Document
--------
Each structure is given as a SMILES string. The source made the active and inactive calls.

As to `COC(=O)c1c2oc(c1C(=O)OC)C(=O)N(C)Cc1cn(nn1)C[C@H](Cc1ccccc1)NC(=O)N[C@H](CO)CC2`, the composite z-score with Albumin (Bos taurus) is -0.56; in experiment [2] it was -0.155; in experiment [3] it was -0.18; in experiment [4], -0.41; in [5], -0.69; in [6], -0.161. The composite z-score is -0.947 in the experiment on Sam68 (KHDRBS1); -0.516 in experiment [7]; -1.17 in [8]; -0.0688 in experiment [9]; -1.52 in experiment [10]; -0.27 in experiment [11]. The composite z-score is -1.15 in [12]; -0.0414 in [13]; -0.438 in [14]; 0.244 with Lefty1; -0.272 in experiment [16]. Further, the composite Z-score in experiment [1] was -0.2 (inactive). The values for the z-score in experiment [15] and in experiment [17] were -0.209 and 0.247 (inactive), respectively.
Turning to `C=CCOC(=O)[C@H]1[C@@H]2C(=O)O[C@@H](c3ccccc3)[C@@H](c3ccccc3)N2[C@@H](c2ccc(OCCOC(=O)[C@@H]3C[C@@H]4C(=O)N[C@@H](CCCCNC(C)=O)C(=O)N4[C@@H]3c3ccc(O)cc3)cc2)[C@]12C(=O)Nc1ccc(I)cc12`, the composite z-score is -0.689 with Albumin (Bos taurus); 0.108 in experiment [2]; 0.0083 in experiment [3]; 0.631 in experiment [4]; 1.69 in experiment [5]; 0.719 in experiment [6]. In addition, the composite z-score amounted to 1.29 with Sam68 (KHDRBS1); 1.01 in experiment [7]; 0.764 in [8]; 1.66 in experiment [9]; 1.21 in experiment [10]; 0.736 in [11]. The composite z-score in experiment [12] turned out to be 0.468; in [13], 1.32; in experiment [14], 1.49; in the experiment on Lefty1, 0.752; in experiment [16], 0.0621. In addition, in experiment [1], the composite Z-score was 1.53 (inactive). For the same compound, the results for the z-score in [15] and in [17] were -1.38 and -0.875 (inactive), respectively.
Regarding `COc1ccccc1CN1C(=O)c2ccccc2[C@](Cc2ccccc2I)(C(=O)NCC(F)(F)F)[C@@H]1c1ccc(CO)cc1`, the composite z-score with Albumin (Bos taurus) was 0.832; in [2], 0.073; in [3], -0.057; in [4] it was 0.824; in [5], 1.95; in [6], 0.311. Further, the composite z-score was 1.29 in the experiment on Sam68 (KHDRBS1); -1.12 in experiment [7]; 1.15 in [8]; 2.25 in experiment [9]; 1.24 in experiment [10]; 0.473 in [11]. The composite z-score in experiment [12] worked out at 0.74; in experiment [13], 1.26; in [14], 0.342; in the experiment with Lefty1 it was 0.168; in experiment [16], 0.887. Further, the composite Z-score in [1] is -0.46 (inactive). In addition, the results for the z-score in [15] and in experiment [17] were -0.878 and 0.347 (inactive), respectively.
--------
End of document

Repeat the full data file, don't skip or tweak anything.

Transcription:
Each structure is given as a SMILES string. The source made the active and inactive calls.

As to `COC(=O)c1c2oc(c1C(=O)OC)C(=O)N(C)Cc1cn(nn1)C[C@H](Cc1ccccc1)NC(=O)N[C@H](CO)CC2`, the composite z-score with Albumin (Bos taurus) is -0.56; in experiment [2] it was -0.155; in experiment [3] it was -0.18; in experiment [4], -0.41; in [5], -0.69; in [6], -0.161. The composite z-score is -0.947 in the experiment on Sam68 (KHDRBS1); -0.516 in experiment [7]; -1.17 in [8]; -0.0688 in experiment [9]; -1.52 in experiment [10]; -0.27 in experiment [11]. The composite z-score is -1.15 in [12]; -0.0414 in [13]; -0.438 in [14]; 0.244 with Lefty1; -0.272 in experiment [16]. Further, the composite Z-score in experiment [1] was -0.2 (inactive). The values for the z-score in experiment [15] and in experiment [17] were -0.209 and 0.247 (inactive), respectively.
Turning to `C=CCOC(=O)[C@H]1[C@@H]2C(=O)O[C@@H](c3ccccc3)[C@@H](c3ccccc3)N2[C@@H](c2ccc(OCCOC(=O)[C@@H]3C[C@@H]4C(=O)N[C@@H](CCCCNC(C)=O)C(=O)N4[C@@H]3c3ccc(O)cc3)cc2)[C@]12C(=O)Nc1ccc(I)cc12`, the composite z-score is -0.689 with Albumin (Bos taurus); 0.108 in experiment [2]; 0.0083 in experiment [3]; 0.631 in experiment [4]; 1.69 in experiment [5]; 0.719 in experiment [6]. In addition, the composite z-score amounted to 1.29 with Sam68 (KHDRBS1); 1.01 in experiment [7]; 0.764 in [8]; 1.66 in experiment [9]; 1.21 in experiment [10]; 0.736 in [11]. The composite z-score in experiment [12] turned out to be 0.468; in [13], 1.32; in experiment [14], 1.49; in the experiment on Lefty1, 0.752; in experiment [16], 0.0621. In addition, in experiment [1], the composite Z-score was 1.53 (inactive). For the same compound, the results for the z-score in [15] and in [17] were -1.38 and -0.875 (inactive), respectively.
Regarding `COc1ccccc1CN1C(=O)c2ccccc2[C@](Cc2ccccc2I)(C(=O)NCC(F)(F)F)[C@@H]1c1ccc(CO)cc1`, the composite z-score with Albumin (Bos taurus) was 0.832; in [2], 0.073; in [3], -0.057; in [4] it was 0.824; in [5], 1.95; in [6], 0.311. Further, the composite z-score was 1.29 in the experiment on Sam68 (KHDRBS1); -1.12 in experiment [7]; 1.15 in [8]; 2.25 in experiment [9]; 1.24 in experiment [10]; 0.473 in [11]. The composite z-score in experiment [12] worked out at 0.74; in experiment [13], 1.26; in [14], 0.342; in the experiment with Lefty1 it was 0.168; in experiment [16], 0.887. Further, the composite Z-score in [1] is -0.46 (inactive). In addition, the results for the z-score in [15] and in experiment [17] were -0.878 and 0.347 (inactive), respectively.